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Minority girls lacrosse club opening doors for young people

Posted at 11:32 PM, Dec 27, 2018
and last updated 2019-01-04 14:26:28-05

Six years ago, George Roycroft’s daughters lacrosse team needed a coach.

He had never played lacrosse before, football was his game- but he took on the challenge.

Now lacrosse and his all minority high school club lacrosse team is an integral part of his life.

“They all form a sisterhood a bond,” Coach Roycroft said. “At the end of the season they come to my house and we watch a movie or have a cookout.“

His players only have to pay $200 to join the club team compared to over a thousand dollars most other clubs charge.

They compete with the big dogs and now they are sending players to the next level to keep there careers going.

Players like Dearra Harrison, a Bethany College Freshman, became the player she is because of her time as a Gator.

“I have friends that were into other things not sports, and me and them we’re just on two different pages,” Harrison said. “When I play lacrosse, it helps keep me focused and I see like a tunnel vision.”

Juanmia VanZandt an Edmonson Westside High School Junior said that being on a short list of African American female lacrosse players in the area motivates her.

“There’s not that many of my race so I try my best to stay on top with eating, making sure I’m in shape, making sure my grades are good so I’m able to pursue this furthermore in college.”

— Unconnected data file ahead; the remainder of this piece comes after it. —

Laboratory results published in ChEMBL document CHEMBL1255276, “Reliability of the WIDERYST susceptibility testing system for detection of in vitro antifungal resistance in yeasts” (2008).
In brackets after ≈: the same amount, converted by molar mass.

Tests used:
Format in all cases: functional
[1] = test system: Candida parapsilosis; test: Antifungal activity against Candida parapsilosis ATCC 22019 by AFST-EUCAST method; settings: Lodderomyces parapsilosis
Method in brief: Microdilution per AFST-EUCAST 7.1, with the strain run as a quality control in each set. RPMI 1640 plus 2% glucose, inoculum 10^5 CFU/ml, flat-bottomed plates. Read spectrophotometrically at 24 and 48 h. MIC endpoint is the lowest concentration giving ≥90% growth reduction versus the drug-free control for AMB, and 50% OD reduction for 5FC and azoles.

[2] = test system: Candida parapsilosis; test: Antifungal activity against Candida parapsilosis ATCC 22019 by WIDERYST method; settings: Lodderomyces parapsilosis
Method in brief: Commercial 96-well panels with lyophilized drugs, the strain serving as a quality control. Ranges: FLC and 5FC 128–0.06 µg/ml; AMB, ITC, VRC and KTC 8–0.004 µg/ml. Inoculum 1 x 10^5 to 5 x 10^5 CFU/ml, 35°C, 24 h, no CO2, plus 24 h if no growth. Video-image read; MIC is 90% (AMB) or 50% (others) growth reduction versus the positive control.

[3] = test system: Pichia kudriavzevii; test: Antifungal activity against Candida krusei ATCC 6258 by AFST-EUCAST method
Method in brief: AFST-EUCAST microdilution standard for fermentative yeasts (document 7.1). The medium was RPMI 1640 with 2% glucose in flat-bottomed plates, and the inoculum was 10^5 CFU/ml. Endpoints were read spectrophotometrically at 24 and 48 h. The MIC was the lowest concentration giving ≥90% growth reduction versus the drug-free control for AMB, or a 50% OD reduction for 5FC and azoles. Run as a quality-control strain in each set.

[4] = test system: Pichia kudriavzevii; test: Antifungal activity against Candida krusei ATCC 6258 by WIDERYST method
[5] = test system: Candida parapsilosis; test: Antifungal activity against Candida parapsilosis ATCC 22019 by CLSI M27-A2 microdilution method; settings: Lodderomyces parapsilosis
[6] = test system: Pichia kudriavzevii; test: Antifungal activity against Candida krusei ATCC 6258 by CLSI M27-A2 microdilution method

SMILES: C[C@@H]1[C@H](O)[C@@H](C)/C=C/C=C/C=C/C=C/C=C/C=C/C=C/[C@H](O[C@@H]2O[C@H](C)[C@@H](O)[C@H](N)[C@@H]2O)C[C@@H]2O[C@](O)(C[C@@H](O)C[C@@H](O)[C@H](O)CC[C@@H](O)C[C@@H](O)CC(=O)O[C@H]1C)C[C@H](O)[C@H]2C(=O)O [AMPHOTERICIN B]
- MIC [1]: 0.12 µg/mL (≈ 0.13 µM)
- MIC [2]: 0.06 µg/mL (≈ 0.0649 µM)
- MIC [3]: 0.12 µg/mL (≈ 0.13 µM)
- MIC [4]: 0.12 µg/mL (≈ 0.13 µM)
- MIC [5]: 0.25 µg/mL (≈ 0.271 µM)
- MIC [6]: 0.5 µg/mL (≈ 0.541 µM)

The Gators are coached by George, but his wife makes all the jerseys for the players.

His daughter Gemera was the first Gator to earn a scholarship to play at the college level, she plays at Ottawa University in Kansas.

“It makes me so happy to know that my dad is a lacrosse coach,” Gemera said. “Even though he’s never played before he is a terrific coach I think he gives a lot to the girls as they are playing for him.”

Baltimore Polytechnic Institute Junior Skye Brese is looking to translate her on field skills into a scholarship to become a mechanical engineer.

“My mother has seven kids and she’s a lawyer and a teacher,” said Brese. “Her not giving up seeing her go through life being a single mother most of her kids just pushing makes me want to do the same thing.”

Andrea Zempoalteca, one of the Hispanic members of the team, comes all the way from Prince Georges County.

“I like stick tricks, I like being loose with my game,” said Zempoalteca. “I play soccer also and I just love doing little trick it makes it more fun more movement all of that.”

Coach Roycroft gives many of the girls who are growing up in tough areas a challenging but rewarding escape.

“At the end of the day I want you to go pro at something else,” Roycroft said. “Go pro in a field you want to do and get a degree in doing that. “